There’s definitely been a lot of investment in consumer-facing food companies, over the past few years. But it still feels like we’re in the early days of internet and mobile tech reshaping how and what we eat. And that’s even more true on the production side — agriculture is changing as fast as it ever has, both in the US and globally.

Machine learning doesn’t feel new any more

A lot of companies in this YC batch have a machine learning component to what they are doing, but none described themselves as “machine learning companies.” Instead, they are companies that are tackling specific challenges using techniques that include machine learning. That’s an interesting transition from a year or two ago, when a lot of startup pitches focused more on their machine learning angle than on the market opportunity they were aimed at.

I was particularly intrigued by a team building a pharma company from scratch and an app that uses AI to organize your baby pictures.

There was less blockchain than I expected

Roughly half a dozen companies in this YC batch had a blockchain or cryptocurrency component to their pitches. All of those are doing interesting things, and clearly blockchain tech is here to stay in the startup and fintech ecosystems. But because I read a lot of VC Twitter, I assumed that there’d be three or four times as many “crypto” companies in this YC batch. :-)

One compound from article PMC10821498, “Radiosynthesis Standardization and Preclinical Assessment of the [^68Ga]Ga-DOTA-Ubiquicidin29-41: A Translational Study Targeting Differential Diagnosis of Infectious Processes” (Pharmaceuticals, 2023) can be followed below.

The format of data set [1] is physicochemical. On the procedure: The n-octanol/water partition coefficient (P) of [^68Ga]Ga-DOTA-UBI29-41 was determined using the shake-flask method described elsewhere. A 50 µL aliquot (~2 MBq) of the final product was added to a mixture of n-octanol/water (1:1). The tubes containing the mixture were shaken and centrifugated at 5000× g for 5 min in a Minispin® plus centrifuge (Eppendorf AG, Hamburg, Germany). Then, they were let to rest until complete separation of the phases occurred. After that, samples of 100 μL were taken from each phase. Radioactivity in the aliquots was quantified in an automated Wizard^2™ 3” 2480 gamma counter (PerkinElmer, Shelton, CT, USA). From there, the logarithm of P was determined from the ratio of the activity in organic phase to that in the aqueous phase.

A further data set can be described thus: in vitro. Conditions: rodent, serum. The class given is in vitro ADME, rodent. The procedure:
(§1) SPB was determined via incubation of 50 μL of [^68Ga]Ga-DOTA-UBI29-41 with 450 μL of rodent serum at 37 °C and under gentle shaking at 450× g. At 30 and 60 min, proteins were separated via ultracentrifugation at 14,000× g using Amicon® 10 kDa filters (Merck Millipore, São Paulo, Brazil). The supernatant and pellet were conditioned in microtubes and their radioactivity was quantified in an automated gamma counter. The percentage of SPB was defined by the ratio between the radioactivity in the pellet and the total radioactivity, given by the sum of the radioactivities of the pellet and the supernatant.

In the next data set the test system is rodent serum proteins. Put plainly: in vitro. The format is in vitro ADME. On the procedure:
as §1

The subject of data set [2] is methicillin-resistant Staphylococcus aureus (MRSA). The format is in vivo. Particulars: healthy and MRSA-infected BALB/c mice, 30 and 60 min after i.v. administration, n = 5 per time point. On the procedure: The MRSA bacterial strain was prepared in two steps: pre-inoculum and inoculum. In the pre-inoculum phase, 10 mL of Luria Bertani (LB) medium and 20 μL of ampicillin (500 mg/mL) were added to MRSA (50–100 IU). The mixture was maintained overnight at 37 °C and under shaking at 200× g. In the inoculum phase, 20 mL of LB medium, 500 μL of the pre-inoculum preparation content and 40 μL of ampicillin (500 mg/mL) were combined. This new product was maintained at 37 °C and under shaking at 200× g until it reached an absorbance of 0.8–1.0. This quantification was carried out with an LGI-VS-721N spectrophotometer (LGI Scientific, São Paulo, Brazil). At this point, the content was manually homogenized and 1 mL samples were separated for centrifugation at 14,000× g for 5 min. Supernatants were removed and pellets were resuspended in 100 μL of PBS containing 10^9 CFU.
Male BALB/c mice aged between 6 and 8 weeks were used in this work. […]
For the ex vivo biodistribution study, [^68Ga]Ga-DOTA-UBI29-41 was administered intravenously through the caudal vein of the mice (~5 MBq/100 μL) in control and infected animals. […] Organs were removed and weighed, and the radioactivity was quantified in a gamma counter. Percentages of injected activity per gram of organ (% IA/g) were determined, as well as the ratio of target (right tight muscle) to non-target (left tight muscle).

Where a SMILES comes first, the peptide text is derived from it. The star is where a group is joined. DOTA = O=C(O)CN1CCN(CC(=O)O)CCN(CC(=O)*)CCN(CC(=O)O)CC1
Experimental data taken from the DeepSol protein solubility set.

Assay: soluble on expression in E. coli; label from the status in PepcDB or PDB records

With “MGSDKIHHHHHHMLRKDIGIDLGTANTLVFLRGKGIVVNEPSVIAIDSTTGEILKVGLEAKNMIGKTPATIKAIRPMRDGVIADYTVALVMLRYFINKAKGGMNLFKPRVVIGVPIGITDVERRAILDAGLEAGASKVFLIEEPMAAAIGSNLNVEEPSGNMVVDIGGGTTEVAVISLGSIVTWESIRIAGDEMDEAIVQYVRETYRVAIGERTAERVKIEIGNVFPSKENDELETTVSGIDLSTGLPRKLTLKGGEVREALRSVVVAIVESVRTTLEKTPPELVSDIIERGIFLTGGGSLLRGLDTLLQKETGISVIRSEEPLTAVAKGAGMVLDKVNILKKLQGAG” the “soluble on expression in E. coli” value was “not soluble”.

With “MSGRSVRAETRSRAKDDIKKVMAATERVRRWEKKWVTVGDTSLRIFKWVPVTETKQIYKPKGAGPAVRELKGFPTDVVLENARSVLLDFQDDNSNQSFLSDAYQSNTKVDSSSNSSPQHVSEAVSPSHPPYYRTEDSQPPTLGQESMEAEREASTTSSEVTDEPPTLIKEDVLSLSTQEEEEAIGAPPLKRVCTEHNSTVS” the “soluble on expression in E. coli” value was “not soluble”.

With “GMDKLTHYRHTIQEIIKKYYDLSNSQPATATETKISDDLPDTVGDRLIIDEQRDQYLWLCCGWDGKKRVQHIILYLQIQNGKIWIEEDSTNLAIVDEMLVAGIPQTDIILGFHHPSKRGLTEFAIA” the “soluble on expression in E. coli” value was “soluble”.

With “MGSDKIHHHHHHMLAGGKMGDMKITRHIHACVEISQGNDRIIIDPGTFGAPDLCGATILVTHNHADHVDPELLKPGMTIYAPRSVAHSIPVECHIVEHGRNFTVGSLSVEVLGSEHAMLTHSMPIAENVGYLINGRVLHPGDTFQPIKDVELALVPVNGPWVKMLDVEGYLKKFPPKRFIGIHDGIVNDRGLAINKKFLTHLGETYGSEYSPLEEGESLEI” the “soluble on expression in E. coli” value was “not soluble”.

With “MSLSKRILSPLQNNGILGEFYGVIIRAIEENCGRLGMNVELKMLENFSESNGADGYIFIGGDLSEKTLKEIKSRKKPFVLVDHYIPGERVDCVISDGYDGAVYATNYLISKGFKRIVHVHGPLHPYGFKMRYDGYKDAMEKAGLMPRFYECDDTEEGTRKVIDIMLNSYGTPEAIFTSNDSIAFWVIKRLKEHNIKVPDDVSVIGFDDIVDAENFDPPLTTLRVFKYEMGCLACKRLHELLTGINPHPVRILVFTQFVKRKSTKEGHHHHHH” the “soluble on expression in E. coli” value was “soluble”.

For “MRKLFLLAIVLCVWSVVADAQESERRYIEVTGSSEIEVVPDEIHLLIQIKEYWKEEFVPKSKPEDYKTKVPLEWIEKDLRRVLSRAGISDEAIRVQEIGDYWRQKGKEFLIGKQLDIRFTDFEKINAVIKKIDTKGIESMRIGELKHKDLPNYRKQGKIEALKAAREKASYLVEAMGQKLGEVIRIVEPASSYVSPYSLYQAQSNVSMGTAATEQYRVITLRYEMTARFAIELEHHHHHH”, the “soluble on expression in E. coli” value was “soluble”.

YC is highly selective, and that’s especially true with regards to pre-revenue companies. I think the relatively small number of blockchain/cryptocurrency companies in the batch is actually a good sign for the sector. If venture investor conventional wisdom follows along behind Y Combinator trends, as is often the case, there will be some breathing room now for blockchain reality to catch up with the hype.

Diversity of founder backgrounds

The YC demo day lineup continues to look a little more like the rest of the country, and the rest of the world, every year. This time around, 16% of company founders are women, and 13% are Black or Latinx.

Those numbers aren’t where they should be, yet, but YC deserves a lot of credit for actively recruiting a broader group of founders, and for (I assume this is the case — I have no inside knowledge about this) working to correct for the pattern matching biases that are an endemic part of Silicon Valley professional life.

YC has also become an international program. A third of the companies in this batch are from outside the United States. And I’d guess that half the companies would fit a broader definition of “international” — companies that were founded outside the US or have at least one founder who is an immigrant to the US.

Immigrants founding companies in Silicon Valley is not new (Apple, Google, Amazon, Facebook, Intel, Oracle, and Tesla were all founded by first or second-generation immigrants). So this is not a trend. But in the current political environment, let’s just say it qualifies as counter-cyclical.

The Internet has been global for a long time, of course. The startup ecosystem is massively global now, too. YC is part of what made that happen, and continues to play a leading role.

I’m a co-founder of We make super-easy, super-capable video calling software and hardware, and were part of the Y Combinator Winter 2016 batch. I’m always interested in hearing from startup founders, and always happy to be helpful in any way I can. Feel free to schedule a video call with me.